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Often you hear people speak about how the Fed has created a fake economy, or one that is propped up with their support, and that they have artificially raised asset prices. What does this exactly mean? How as QE created a fake economy?

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  • $\begingroup$ Welcome to Econ.SE! Please add references to your question. Who said this? Debunking a straw man's opinion might not be very helpful. $\endgroup$ – luchonacho Jul 15 '17 at 6:52
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As a comment noted, without a reference, it is difficult to give a definitive answer. However, I have often run into similar phrasing in financial market commentary, so I will offer an initial guess as to what you read. This answer is just giving an initial idea as to what topics you could search for to get more information.

This phrasing is often used by members of the Austrian school of thought in economics. (The name "Austrian" refers to the fact that many of the founding members of the school of thought came from Austria.)

The Austrian school is very free markets oriented, and highly critical of government interference in the economy. The Austrian Business Cycle Theory - which I am not an expert on - argues that interest rates are important for planning in the private sector. If the central bank sets the interest rate away from the "correct" level (I am unsure how they phrase this technically), this leads to distortions in private sector activity (away from where the private sector would have naturally been). This leads to imbalances and eventually a crisis/recession. Since the economic activity is not "natural", it is often referred to as "fake." (Since interest rates are determined by the price of bonds, this is the link to asset prices and QE.)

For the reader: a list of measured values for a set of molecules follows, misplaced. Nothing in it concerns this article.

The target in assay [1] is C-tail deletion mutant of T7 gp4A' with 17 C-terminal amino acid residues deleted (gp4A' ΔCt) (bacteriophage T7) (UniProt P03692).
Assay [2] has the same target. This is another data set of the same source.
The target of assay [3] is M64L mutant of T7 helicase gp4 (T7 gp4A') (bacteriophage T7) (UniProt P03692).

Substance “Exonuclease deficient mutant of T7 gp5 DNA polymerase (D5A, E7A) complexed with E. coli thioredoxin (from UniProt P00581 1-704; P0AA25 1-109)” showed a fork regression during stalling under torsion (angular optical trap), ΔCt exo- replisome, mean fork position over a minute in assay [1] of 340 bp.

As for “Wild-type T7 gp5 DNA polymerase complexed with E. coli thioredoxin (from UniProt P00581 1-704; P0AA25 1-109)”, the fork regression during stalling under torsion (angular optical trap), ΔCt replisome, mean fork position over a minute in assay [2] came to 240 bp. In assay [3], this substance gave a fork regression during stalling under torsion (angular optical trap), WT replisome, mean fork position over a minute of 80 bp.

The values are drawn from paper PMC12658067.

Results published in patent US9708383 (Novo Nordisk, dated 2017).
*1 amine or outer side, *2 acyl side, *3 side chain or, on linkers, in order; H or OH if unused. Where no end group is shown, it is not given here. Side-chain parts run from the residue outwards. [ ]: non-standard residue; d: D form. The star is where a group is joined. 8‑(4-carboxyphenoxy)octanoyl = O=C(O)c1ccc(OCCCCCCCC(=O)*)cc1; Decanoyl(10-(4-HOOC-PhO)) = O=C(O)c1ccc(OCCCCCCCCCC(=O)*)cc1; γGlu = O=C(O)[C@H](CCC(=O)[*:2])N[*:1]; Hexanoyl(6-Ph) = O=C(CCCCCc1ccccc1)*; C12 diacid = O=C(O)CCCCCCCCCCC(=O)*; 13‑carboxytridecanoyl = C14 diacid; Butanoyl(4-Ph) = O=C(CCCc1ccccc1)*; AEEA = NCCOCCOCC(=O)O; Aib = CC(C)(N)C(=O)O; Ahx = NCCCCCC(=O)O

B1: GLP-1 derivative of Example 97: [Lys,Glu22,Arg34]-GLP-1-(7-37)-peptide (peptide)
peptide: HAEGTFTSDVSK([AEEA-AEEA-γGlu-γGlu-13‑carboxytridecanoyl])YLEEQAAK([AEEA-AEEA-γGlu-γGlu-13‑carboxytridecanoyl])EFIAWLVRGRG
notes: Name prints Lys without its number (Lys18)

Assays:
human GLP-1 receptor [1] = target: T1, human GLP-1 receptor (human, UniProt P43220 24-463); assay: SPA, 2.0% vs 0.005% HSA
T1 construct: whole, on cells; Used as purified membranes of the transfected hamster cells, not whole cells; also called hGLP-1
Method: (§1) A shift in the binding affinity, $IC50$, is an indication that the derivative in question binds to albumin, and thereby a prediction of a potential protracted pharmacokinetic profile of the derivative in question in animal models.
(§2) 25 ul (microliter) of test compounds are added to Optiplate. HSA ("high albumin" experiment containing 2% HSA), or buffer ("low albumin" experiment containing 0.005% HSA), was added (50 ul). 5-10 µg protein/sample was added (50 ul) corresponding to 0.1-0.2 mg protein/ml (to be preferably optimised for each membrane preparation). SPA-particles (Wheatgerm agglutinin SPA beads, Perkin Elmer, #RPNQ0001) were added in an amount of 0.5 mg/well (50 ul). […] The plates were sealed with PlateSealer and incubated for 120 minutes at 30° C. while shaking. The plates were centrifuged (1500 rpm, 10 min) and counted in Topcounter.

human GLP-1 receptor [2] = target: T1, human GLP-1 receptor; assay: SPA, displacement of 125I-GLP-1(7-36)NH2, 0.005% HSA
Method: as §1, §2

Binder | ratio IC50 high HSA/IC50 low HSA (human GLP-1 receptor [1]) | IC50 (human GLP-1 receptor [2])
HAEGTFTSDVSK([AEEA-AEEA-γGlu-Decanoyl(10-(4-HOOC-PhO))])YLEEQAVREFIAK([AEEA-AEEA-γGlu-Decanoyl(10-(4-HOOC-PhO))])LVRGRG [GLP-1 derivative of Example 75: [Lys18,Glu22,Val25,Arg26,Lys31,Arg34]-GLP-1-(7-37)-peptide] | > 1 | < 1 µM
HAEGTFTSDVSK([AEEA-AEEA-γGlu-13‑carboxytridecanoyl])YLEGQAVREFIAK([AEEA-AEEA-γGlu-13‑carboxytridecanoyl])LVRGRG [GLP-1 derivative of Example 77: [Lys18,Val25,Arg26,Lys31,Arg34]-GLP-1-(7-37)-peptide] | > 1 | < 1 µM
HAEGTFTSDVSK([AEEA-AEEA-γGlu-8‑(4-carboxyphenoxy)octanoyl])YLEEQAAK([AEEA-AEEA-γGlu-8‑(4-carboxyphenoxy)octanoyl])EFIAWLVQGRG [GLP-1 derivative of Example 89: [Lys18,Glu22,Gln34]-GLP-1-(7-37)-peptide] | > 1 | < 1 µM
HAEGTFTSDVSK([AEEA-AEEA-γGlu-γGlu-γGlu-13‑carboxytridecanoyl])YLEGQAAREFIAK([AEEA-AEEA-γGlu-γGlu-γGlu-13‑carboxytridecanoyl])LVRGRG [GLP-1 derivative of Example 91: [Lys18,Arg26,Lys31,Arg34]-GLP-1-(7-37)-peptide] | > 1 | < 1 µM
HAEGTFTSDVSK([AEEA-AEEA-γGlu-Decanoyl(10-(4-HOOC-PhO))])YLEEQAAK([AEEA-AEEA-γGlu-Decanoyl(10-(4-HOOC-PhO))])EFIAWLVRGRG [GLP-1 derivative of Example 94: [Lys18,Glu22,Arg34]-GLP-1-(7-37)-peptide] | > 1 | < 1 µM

The Mises Institute link to website would be probably the best site to learn about Austrian economics.

However, the Austrian school is not well-represented in academia at present. Most other economic schools of thought currently do not take the Austrian criticisms very seriously. Austrian thinking has not changed much over the past decades, and most non-Austrians view them as having been debunked a long time ago. As a result, it would be difficult to find recent authoritative criticisms of Austrian business cycle theory. In other words, it would be probably be hard to find criticisms of the idea that QE has led to a "fake economy." For example, from the post-Keynesian perspective, it is unclear how we can even define "fake" in this context.

I believe that if you wanted to pursue this, you would need to look further into Austrian theory, and ask a narrow question about a particular topic.

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